This is a story that probes the age old questions about good, evil and free will. It carries the themes of love and hatred, fathers, sons and brothers, disappointment and hope. What is man? As I read I decided I’m glad I didn’t read this as a set novel in high school English class. I was far too naive about the world. Life was neatly divided, black and white, good and evil. And I was blissfully unaware at the depravity I too was capable of…thought too highly of myself and my idealistic world. I had the answer to everything. Yet now, a couple of years later and a few knocks and hurts and bumps along the way, I feel that this book came along at just the right time for me to appreciate the depth of it. It’s a keeper. I know I’ll read it again and dip into it’s lovely quotable-ness for many years to come.

“But I have a new love for that glittering instrument, the human soul. It is a lovely and unique thing in the universe. It is always attacked and never destroyed – because ‘Thou mayest.” ~ East of Eden, Chapter 24 part 2, p306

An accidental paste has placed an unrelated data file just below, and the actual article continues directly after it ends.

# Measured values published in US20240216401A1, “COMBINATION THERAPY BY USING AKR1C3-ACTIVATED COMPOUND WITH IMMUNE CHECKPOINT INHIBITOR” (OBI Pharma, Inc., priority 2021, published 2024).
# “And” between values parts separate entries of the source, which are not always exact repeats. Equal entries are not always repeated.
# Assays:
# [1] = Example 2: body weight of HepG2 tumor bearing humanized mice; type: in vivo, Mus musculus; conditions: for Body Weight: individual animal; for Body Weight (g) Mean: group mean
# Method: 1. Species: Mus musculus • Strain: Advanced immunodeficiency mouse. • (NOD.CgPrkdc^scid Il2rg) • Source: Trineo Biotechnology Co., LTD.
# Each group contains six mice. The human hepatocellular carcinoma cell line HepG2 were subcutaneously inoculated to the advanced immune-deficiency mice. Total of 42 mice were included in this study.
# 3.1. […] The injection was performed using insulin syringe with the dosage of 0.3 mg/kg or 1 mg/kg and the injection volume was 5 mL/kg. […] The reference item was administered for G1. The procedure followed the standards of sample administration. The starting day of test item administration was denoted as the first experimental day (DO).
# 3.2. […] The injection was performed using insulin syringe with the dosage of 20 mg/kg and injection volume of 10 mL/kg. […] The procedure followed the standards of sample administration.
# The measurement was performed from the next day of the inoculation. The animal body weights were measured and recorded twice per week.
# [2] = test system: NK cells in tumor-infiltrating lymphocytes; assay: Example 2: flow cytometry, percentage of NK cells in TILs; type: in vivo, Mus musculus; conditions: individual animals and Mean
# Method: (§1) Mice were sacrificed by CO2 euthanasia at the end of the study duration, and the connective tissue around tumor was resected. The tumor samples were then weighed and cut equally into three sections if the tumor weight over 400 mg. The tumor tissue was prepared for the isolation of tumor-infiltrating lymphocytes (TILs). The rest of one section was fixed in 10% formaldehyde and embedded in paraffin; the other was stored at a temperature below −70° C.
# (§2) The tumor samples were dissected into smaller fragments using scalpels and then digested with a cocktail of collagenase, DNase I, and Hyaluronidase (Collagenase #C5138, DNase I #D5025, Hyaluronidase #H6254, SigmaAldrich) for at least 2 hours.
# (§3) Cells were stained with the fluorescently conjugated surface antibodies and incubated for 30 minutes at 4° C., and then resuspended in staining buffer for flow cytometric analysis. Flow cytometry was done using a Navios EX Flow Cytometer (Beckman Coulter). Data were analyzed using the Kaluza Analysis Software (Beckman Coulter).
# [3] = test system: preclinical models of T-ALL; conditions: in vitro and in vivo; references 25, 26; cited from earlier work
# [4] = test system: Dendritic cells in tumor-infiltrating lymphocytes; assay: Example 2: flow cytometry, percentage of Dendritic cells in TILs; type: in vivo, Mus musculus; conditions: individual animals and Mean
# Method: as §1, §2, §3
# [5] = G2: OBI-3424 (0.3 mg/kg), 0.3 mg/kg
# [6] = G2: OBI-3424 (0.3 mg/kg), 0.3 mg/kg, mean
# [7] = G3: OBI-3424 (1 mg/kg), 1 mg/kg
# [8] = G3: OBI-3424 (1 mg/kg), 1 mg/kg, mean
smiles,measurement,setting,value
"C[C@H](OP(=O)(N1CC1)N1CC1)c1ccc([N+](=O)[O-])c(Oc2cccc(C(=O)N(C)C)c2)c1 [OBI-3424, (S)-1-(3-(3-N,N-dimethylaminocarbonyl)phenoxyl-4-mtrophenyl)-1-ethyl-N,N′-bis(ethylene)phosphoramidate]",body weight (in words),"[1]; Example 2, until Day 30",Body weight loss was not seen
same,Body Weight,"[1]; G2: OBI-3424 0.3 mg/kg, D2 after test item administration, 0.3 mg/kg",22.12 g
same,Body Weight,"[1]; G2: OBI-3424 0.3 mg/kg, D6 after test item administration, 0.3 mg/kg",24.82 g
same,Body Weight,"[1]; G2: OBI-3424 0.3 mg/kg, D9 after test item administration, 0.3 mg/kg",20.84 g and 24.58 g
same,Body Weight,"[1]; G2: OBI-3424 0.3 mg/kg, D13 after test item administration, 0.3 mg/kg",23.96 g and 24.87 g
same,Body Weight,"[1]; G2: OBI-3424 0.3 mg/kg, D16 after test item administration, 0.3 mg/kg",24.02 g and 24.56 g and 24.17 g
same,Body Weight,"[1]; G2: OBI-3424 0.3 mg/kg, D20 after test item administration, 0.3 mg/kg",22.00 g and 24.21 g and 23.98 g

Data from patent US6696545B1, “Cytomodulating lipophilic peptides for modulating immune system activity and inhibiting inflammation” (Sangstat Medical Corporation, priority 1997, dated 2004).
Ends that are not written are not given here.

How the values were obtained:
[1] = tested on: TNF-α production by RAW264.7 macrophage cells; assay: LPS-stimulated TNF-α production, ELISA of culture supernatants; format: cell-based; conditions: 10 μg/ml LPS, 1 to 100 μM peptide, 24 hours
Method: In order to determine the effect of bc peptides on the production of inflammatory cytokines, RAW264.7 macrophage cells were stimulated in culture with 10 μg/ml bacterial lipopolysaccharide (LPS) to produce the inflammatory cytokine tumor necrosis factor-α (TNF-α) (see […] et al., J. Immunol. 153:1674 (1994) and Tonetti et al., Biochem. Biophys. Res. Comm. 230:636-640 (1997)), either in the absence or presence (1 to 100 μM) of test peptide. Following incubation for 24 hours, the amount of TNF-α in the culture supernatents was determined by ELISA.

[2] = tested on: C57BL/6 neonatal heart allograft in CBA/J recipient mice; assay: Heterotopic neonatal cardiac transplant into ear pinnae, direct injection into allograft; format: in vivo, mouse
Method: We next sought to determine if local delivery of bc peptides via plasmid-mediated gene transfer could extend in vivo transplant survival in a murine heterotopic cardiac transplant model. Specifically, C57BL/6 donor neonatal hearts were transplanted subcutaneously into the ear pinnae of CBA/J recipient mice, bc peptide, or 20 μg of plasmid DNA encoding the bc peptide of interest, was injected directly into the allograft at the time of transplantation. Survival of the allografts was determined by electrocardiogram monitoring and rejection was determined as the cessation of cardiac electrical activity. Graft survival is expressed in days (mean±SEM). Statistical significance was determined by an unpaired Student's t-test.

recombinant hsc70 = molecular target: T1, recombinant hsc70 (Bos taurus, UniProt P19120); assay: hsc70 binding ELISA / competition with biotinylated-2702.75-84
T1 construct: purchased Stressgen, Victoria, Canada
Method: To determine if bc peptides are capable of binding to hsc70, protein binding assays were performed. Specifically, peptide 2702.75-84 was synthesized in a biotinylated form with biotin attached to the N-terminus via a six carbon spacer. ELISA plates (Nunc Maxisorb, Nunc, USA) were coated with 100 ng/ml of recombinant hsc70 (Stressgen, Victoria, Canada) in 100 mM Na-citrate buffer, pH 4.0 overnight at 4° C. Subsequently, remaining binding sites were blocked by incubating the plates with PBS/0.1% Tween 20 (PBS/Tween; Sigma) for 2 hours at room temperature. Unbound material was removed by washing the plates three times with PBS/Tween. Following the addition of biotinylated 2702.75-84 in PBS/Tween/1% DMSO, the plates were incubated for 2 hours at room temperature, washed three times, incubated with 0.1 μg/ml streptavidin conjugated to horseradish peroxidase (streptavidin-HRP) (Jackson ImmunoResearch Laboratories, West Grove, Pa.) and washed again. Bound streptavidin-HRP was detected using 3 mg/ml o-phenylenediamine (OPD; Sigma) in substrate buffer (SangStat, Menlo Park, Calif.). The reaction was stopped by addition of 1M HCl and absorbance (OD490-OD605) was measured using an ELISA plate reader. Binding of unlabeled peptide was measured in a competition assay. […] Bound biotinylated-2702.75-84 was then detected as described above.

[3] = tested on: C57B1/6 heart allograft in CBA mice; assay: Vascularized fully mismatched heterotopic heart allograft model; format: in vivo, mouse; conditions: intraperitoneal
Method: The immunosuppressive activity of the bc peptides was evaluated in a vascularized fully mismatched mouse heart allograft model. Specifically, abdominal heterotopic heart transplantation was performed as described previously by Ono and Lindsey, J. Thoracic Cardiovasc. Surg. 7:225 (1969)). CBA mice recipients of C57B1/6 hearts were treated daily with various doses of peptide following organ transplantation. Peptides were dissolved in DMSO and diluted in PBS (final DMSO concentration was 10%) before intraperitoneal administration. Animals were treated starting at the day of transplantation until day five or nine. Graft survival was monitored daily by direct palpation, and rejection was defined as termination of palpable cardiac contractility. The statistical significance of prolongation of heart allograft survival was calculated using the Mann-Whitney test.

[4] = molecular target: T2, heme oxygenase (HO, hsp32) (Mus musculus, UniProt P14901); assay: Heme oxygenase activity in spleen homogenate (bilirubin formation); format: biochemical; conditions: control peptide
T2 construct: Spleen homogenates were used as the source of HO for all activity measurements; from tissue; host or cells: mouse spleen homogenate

Some Recent Things

6 Aug

I bought the kids this world map puzzle, (because Ben asked for one) which includes some of the nations flags.

While they built it, we talked about what a continent is, and identified some of the capital cities for example, Canberra and Wellington being the two most relevant to them. Both Ben and Emma enjoyed spotting South Africa on the map because that’s where Dad comes from. Emma was surprised to discover that Egypt is on the same continent. She also thought the UK would be as big as the USA and was surprised by it’s tiny land mass.

Afterwards we pulled out the World Atlas and spend a few minutes browsing maps and Ben said he liked how you could see on the map where the mountains are. I showed them the Key to symbols on the map so they could start to understand what they were looking at.

And I spotted Emma in Sam’s bed piled up high with spare mattress and blankets with one of her library books from the Horrible Geography series.

(Unschool Monday  is hosted over at Owlet. Pop over to find posts about other unschooly days.)

Just some things.

5 Jun